Lionhead Studios, a recently acquired Microsoft Studio, released Fable to critical and commercial success in 2004. This birthed an equally successful series of games and a recent reboot.

The upcoming Fable game suggests that after it drifted into steampunk territory in Fable 3, the series will come back to its fantasy roots. The new Fable appears to be going back to the medieval-style RPG it used to be.


The Fable games portrayed a fantasy playground with seemingly inexhaustible possibilities. The resident Fable players are thrilled at Fable's return, so here are five fairly unknown facts about the series.

Discover 5 Unknown Things About Fable
Image source: Gaming Bolt

It Has Unconventional Hero Customization

All Fable games feature a rather unusual development and modification of characters, even for modern standards. 

Although Fable II and III permit players to pick either male or female, all games essentially change the 'Hero' gender by gameplay, instead of sliders and numbers.


Deciding who and how to help others, sleeping with others, and treating others with love or hatred in the game will physically alter the Hero’s nature. That will result in it becoming either angelic or evil depending on those choices.

It Sold More than Halo

Fable was more successful than Halo at first. Fable became the fastest-selling Xbox title at the time, with 600,000 US sales in the first month. This was in a post-Halo era. 

As Halo's success skyrocketed, Fable sold approximately half the amount of copies as Halo: CE at an approximate 3 million – but remarkable.


Fable II overtook this at 790,000 launch month sales and was last reported as having 3 million sales like Fable 1, but this was in 2010, a decade ago. Fable III has continued the trend and was last reported with sales of 5.1 million.

It Features a Star-Studded Cast

It stars Jennifer Saunders and John Cleese, who respectively played Shrek's Fairy Godmother and King Harold, or Keith Wickham, who played Gordon in Thomas the Tank Engine and portrays the original game's antagonist.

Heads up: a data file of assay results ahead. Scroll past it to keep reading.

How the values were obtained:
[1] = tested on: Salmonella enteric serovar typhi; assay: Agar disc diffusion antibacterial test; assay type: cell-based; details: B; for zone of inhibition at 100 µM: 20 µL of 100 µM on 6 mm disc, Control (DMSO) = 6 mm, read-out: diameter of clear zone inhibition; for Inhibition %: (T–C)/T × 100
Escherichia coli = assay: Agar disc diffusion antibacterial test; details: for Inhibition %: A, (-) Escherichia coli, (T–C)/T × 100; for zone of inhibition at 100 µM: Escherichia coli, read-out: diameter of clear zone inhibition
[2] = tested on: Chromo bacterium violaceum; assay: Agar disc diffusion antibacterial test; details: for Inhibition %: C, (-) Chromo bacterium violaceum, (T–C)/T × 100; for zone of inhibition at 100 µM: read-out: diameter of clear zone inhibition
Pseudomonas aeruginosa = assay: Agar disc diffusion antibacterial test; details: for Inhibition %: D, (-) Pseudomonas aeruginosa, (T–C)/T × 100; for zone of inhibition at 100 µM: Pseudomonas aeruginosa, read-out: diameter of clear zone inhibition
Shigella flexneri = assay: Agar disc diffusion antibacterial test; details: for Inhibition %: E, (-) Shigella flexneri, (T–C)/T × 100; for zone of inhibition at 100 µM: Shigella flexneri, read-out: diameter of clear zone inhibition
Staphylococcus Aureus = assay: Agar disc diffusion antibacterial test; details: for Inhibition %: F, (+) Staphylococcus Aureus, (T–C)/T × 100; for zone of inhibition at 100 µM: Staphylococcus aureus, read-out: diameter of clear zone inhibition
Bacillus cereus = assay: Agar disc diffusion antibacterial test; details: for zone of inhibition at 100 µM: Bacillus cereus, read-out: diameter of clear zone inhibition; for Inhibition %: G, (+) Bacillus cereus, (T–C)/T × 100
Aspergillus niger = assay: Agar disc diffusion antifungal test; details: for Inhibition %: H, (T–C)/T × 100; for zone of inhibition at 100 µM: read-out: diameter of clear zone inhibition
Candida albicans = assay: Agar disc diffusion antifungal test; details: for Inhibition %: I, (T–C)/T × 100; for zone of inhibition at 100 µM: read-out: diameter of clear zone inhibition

British comedian Stephen Fry, who plays Reaver, an amoral businessman with ultra-selfish impulses, is a franchise regular. 

Although not appearing in Fable 1, Reaver is an essential part of both 2 and 3 and remains so in the Fable novels,  Blood Ties and Edge of the World.

Additionally, we can't bring up Fable's voice acting without acknowledging Zoe Wanamaker's great performance as Theresa - the only character so far to star in any Fable game.

Discover 5 Unknown Things About Fable
Image source: Game Spot

It Has 10 Titles

Although the series ended at Fable III, several more followed, and even more than the preceding two games. Fable was released back in 2004, followed by Fable: The Lost Chapters the next year.

Four years after the original, Fable II was launched along with an accompanying Xbox Live Arcade game named Fable II Pub Games. 

A similar mobile game in concept to Pub Games was released shortly after Fable III in 2010; it's called Fable: Coin Golf.

Then, both Fable Heroes and Fable: The Journey were released in 2012 as somewhat connected elements like the others. In 2014, the original game was brought to Xbox 360 during Fable Anniversary. 

As the last game released in the series (not including the cancelled Fable Legends), Fable Fortune was a free-to-play card game with its servers shut down in March earlier this year.

It Has a Unique Identity

Despite Fable's exclusion from the real world, many lines, names, and places are references to almost something relevant to pop culture. 

References are commonplace from Anchorman to Transformers and The Simpsons or enigmatic country singers. It represents Fable’s sudden love for humor and silliness in a genre that's too often anything but that. 

It also proves how phenomenally Fable has traditionally mixed its universe with opposing tones to build one of recent memory's most convincing fantasy worlds.

Discover 5 Unknown Things About Fable
Image source: VGFAQ


Fable is a flickering niche of the video game industry that doesn't fear taking itself too seriously in an inherently silly medium. 

Recalling its history will make you understand how 'next-gen' this series has always been and how impressive a new entry might be.